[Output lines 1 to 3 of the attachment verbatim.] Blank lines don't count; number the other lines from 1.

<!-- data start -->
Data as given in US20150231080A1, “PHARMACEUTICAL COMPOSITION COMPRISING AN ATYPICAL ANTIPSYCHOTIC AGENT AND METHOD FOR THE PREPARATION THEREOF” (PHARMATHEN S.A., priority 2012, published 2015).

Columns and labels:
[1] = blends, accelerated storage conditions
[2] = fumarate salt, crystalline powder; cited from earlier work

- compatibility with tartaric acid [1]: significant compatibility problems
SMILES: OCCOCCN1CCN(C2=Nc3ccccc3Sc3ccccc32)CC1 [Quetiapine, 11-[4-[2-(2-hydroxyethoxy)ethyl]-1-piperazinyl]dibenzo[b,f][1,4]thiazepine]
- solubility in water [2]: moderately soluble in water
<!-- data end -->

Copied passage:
Data as given in US20150231080A1, “PHARMACEUTICAL COMPOSITION COMPRISING AN ATYPICAL ANTIPSYCHOTIC AGENT AND METHOD FOR THE PREPARATION THEREOF” (PHARMATHEN S.A., priority 2012, published 2015).

Columns and labels:
[1] = blends, accelerated storage conditions